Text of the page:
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More game-changing plays on Rays’ to-do list

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With Sunday’s loss to the Toronto Blue Jays, the Tampa Bay Rays again dropped one game below .500 at 16-17. They have fallen 6 games behind the New York Yankees, who have won 20 of their first 29 games.

So what is keeping this team from doing better?

The Rays are a mediocre, not terrible, offense ranking 12th in team batting with a .235 average. That is miles ahead of Kansas City’s average of .208. Corey Dickerson is the only Ray hitting above .300 with his .304 average good for 10th-best in the American League.

Pitching has been a strong point overall. Tampa Bay is a solid fifth in team earned run average with a mark of 3.60. Matt Andriese, Chris Archer and Alex Cobb all have ERAs below 3.60.

They are also a respectable 6th in team fielding with a .985 fielding percentage. But in the end, it’s the intangibles or making the game-changing or game-saving play in the clutch that has not been a regular occurrence.

One huge problem is Tampa Bay leads the league in not putting the ball in play. Rays players have struck out 330 times over their first 33 games, an average of 10 per game (they also lead in walks).

That leads the American League by a wide margin, 46 more than the 14th place Texas Rangers. When those strikeouts occur with runners in scoring position, potential wins can turn to losses in close games. Sunday’s loss to the Blue Jays is a perfect example, wasting a strong outing on the mound by Alex Cobb, when they managed only three hits and struck out 11 times.

“I thought Cobb was phenomenal,” said Rays’ Manager Kevin Cash, whose team’s only run was made possible by an error. “You saw two polar opposites with (Cobb) that was buzzing through a lineup by himself and (5 Toronto pitchers) buzz through another lineup.”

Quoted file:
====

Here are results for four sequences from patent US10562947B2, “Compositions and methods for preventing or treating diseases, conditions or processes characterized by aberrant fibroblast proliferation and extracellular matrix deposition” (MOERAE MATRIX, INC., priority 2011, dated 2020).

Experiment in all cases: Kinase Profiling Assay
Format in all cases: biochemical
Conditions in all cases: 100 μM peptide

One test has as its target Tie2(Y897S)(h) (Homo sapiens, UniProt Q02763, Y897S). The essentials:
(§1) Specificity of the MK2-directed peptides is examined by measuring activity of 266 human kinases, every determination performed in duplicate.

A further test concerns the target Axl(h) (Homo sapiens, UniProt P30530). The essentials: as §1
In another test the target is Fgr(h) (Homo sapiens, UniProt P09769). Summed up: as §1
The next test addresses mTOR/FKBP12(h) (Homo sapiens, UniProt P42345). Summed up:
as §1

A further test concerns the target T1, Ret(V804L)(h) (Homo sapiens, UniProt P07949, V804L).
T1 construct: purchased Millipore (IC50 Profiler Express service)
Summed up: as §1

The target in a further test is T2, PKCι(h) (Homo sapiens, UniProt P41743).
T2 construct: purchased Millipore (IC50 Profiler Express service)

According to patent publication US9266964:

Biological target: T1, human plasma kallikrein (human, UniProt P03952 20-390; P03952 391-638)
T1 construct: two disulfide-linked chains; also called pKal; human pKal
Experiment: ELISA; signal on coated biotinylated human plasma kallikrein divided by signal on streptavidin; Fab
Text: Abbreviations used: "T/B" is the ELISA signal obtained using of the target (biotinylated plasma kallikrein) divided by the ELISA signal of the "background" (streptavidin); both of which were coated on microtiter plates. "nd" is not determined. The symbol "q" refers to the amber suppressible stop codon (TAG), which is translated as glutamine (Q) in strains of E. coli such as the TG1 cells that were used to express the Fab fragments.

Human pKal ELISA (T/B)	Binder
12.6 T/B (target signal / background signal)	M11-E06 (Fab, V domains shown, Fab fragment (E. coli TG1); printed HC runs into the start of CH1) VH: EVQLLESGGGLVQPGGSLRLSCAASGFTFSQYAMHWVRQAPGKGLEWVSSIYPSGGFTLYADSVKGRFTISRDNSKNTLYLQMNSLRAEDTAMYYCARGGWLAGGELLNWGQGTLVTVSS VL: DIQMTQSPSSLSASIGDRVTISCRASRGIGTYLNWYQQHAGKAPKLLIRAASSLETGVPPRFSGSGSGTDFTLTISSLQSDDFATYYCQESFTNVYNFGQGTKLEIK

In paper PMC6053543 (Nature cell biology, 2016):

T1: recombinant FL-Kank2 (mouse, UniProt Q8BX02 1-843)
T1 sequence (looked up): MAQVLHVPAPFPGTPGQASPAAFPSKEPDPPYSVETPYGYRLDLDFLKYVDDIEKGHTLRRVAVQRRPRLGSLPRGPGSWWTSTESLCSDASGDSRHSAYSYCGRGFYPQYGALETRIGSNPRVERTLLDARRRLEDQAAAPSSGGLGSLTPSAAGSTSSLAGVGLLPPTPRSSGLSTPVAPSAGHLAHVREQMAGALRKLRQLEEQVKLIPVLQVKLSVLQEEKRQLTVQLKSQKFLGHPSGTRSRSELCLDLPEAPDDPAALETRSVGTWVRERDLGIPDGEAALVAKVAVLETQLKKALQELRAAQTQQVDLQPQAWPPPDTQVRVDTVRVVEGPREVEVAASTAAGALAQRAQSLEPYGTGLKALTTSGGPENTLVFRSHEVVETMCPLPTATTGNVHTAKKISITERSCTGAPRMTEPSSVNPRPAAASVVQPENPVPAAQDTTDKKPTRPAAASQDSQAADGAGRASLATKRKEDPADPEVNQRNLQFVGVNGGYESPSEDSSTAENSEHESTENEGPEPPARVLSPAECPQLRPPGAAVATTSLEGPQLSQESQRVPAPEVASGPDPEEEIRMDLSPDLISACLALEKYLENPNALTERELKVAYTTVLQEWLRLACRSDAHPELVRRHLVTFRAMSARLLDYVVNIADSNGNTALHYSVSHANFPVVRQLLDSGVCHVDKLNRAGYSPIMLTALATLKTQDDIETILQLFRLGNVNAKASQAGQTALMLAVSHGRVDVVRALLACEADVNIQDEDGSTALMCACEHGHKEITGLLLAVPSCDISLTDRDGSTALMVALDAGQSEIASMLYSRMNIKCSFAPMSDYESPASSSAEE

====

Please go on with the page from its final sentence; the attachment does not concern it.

With so many strikeouts, Tampa Bay is dependent on the long ball to score multiple runs. With 133 home runs, they trail only the Yankees, Rangers and Houston Astros in that category.

While the pitching statistics are respectable, they have also blown 9 of 17 save opportunities. This statistic can be deceptive, but it shows the Rays gave up a lead in the 7th inning or later half of the time. Two of those belong to closer Alex Colome, who also has 8 saves.

On the positive side, the Rays have patched together four consecutive quality starts (3 runs or less in 6 innings). That has not happened since July 26-30 last year. Unfortunately, they are only 2-2 in those games.

A few pitches here and fewer strikeouts in key situations would put this team in a much better position in the standings. The good news is, there are still more than five months left in the season and Evan Longoria appears to be coming around.

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Bob Sparks is President of Ramos and Sparks Group, a Tallahassee-based business and political consulting firm. During his career, he has directed media relations and managed events for professional baseball, served as chief spokesperson for the Republican Party of Florida as well as the Florida Department of Environmental Protection and the Attorney General of Florida. After serving as Executive Deputy Chief of Staff for Governor Charlie Crist, he returned to the private sector working with clients including the Republican National Committee and political candidates in Japan. He lives in Tallahassee with his wife, Sue and can be reached at Bob@ramos-sparks.com.

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